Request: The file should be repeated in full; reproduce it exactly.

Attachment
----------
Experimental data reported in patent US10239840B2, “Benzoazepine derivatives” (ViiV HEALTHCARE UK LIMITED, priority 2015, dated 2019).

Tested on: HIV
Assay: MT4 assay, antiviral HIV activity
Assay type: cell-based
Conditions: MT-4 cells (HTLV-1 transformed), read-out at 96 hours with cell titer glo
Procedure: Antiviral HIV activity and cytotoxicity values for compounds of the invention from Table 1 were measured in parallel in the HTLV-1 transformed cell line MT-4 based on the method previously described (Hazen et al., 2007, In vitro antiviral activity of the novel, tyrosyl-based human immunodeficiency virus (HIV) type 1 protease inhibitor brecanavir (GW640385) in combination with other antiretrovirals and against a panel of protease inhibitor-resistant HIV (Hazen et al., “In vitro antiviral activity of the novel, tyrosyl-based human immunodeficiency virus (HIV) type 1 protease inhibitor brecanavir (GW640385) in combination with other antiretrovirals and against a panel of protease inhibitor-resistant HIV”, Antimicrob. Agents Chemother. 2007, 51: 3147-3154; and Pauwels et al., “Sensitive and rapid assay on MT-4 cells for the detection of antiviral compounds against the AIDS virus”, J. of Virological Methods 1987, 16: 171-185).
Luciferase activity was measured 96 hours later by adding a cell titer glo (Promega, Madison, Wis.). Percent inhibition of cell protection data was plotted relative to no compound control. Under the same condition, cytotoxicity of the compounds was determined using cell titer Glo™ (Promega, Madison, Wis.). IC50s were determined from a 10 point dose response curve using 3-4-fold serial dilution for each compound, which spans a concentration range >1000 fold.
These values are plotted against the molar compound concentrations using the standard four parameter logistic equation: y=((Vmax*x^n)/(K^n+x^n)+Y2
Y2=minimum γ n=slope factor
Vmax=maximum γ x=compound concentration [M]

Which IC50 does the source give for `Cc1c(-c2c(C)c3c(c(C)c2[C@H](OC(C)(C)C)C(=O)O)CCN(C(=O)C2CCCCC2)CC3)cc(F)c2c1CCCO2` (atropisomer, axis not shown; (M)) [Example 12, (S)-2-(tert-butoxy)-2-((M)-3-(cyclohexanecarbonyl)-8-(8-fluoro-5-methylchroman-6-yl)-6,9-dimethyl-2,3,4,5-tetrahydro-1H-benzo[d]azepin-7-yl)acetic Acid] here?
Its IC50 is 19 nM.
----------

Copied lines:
Experimental data reported in patent US10239840B2, “Benzoazepine derivatives” (ViiV HEALTHCARE UK LIMITED, priority 2015, dated 2019).

Tested on: HIV
Assay: MT4 assay, antiviral HIV activity
Assay type: cell-based
Conditions: MT-4 cells (HTLV-1 transformed), read-out at 96 hours with cell titer glo
Procedure: Antiviral HIV activity and cytotoxicity values for compounds of the invention from Table 1 were measured in parallel in the HTLV-1 transformed cell line MT-4 based on the method previously described (Hazen et al., 2007, In vitro antiviral activity of the novel, tyrosyl-based human immunodeficiency virus (HIV) type 1 protease inhibitor brecanavir (GW640385) in combination with other antiretrovirals and against a panel of protease inhibitor-resistant HIV (Hazen et al., “In vitro antiviral activity of the novel, tyrosyl-based human immunodeficiency virus (HIV) type 1 protease inhibitor brecanavir (GW640385) in combination with other antiretrovirals and against a panel of protease inhibitor-resistant HIV”, Antimicrob. Agents Chemother. 2007, 51: 3147-3154; and Pauwels et al., “Sensitive and rapid assay on MT-4 cells for the detection of antiviral compounds against the AIDS virus”, J. of Virological Methods 1987, 16: 171-185).
Luciferase activity was measured 96 hours later by adding a cell titer glo (Promega, Madison, Wis.). Percent inhibition of cell protection data was plotted relative to no compound control. Under the same condition, cytotoxicity of the compounds was determined using cell titer Glo™ (Promega, Madison, Wis.). IC50s were determined from a 10 point dose response curve using 3-4-fold serial dilution for each compound, which spans a concentration range >1000 fold.
These values are plotted against the molar compound concentrations using the standard four parameter logistic equation: y=((Vmax*x^n)/(K^n+x^n)+Y2
Y2=minimum γ n=slope factor
Vmax=maximum γ x=compound concentration [M]

Which IC50 does the source give for `Cc1c(-c2c(C)c3c(c(C)c2[C@H](OC(C)(C)C)C(=O)O)CCN(C(=O)C2CCCCC2)CC3)cc(F)c2c1CCCO2` (atropisomer, axis not shown; (M)) [Example 12, (S)-2-(tert-butoxy)-2-((M)-3-(cyclohexanecarbonyl)-8-(8-fluoro-5-methylchroman-6-yl)-6,9-dimethyl-2,3,4,5-tetrahydro-1H-benzo[d]azepin-7-yl)acetic Acid] here?
Its IC50 is 19 nM.